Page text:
Police on Tuesday arrested two opposition activists who are close to opposition party leader Kem Sokha after they posted unfavorable comments on Facebook about how the government has treated Cambodia’s constitutional monarch.
“According to the people at the coffee shop, today we clearly know who is truly the King,” Yim Sinorn wrote.
The second activist, Hun Kosal, later wrote that it has been sad “to see they have hurt the King’s heart and degraded the King’s power in all aspects,” a reference to how Prime Minister Hun Sen’s government has interacted with King Norodom Sihamoni, who took the throne in 2004.
“As a politician of the new generation, I am determined to use all my ability to join forces with Kem Sokha to protect the power and the throne of the King,” Hun Kosal wrote.
Yim Sinorn’s messages seemed to draw a comparison between the king and Hun Sen, which drew a lot of attention from online commentators with diverse opinions. Later, he deleted his original message and posted another comment.
“I merely posted the voice of the people speaking at a coffee shop,” he wrote. “But many people brought up such comparisons. Therefore, to avoid misunderstanding, I have deleted all the messages.”
Hun Sen posts comments on Facebook
Phnom Penh authorities arrested the two men shortly afterward, according to the pro-government Fresh News. They were still being held at Phnom Penh police headquarters Tuesday evening.
Hun Sen was seen exchanging comments with his supporters on Yim Sinorn’s Facebook page, suggesting that the two men were already guilty.
“It would be weird if they are not guilty because [what they said] is not an expression of opinion, but it is a distortion of the truth with an intent,” he wrote. “Whatever it is, leave it for the court to decide.”
Ros Sotha, the executive director of the Cambodian Human Rights Action Committee, a coalition of 22 local NGOs, disagreed with the prime minister in comments made to Radio Free Asia on Tuesday. What the two men said were just expressions of opinion and shouldn’t be criminalized, he told RFA.Credit: Yim Sinorn [left] and Hun Kosal Facebook pages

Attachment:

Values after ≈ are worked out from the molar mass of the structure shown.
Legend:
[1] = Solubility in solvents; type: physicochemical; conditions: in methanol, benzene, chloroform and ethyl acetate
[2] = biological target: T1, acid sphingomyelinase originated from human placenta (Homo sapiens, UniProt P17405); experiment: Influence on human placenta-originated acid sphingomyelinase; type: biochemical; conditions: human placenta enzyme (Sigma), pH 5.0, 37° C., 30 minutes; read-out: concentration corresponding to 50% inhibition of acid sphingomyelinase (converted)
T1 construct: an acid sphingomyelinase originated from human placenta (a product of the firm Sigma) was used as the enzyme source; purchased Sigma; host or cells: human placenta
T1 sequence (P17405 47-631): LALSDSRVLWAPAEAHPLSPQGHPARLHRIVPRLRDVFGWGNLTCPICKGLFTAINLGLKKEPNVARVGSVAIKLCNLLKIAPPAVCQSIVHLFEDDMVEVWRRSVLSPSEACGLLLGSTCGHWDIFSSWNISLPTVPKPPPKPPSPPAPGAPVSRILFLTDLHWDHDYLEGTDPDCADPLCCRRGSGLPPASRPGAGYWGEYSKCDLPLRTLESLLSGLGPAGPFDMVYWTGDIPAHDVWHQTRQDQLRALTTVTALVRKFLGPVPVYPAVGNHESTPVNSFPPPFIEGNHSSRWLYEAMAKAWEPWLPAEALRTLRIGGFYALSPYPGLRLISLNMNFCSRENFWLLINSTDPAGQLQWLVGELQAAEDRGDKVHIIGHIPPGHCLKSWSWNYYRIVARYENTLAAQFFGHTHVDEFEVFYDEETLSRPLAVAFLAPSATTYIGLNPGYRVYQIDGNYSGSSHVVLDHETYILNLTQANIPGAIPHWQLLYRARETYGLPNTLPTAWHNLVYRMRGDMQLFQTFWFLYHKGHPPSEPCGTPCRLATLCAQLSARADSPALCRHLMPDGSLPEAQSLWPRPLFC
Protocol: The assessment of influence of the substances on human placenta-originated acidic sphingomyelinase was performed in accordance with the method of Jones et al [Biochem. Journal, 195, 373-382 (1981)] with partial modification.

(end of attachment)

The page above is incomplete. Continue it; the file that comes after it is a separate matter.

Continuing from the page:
Protest in South Korea in 2019
Hun Sen and his ruling Cambodian People’s Party have been working to silence and intimidate opposition figures ahead of the July general elections.
Earlier this month, Kem Sokha was sentenced to 27 years in prison for treason. He continues to deny the charges that led to his arrest in September 2017, which was made several months after the Cambodia National Rescue Party, which he led, had made large gains in local commune elections.
The CNRP has been banned in Cambodia since 2017 but later regrouped and has been active outside the country.
Yim Sinorn was, for a time, the head of CNRP’s youth movement in South Korea, where nearly 50,000 Cambodians work – mostly as factory workers. In April 2019, he helped sponsor a demonstration of workers against the Hun Sen government in Gwangju.
In November 2019, he and nine colleagues were charged in Phnom Penh Municipal Court with conspiracy and inciting serious social unrest in Cambodia and elsewhere. But in September 2021, he wrote a letter to Hun Sen saying the charges against him were unfair and that he never supported opposition figure Sam Rainsy.
Hun Sen was apparently satisfied with the letter and told the court to drop all charges against Yim Sinorn and the other nine defendants. Yim Sinorn returned to Cambodia in January 2022.
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